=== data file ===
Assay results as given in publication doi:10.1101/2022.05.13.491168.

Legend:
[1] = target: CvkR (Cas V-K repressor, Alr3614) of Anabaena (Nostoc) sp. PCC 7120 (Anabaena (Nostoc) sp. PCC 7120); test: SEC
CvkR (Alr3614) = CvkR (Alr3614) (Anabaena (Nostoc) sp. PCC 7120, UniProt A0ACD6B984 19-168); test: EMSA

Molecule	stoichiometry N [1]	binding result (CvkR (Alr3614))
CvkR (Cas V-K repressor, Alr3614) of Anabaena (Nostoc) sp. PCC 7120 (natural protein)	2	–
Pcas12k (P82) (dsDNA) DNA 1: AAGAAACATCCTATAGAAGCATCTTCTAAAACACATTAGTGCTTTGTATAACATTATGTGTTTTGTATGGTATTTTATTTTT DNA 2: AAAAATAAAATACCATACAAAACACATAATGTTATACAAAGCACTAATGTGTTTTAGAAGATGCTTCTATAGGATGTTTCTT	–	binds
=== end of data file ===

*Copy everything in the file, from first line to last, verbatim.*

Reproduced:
Assay results as given in publication doi:10.1101/2022.05.13.491168.

Legend:
[1] = target: CvkR (Cas V-K repressor, Alr3614) of Anabaena (Nostoc) sp. PCC 7120 (Anabaena (Nostoc) sp. PCC 7120); test: SEC
CvkR (Alr3614) = CvkR (Alr3614) (Anabaena (Nostoc) sp. PCC 7120, UniProt A0ACD6B984 19-168); test: EMSA

Molecule	stoichiometry N [1]	binding result (CvkR (Alr3614))
CvkR (Cas V-K repressor, Alr3614) of Anabaena (Nostoc) sp. PCC 7120 (natural protein)	2	–
Pcas12k (P82) (dsDNA) DNA 1: AAGAAACATCCTATAGAAGCATCTTCTAAAACACATTAGTGCTTTGTATAACATTATGTGTTTTGTATGGTATTTTATTTTT DNA 2: AAAAATAAAATACCATACAAAACACATAATGTTATACAAAGCACTAATGTGTTTTAGAAGATGCTTCTATAGGATGTTTCTT	–	binds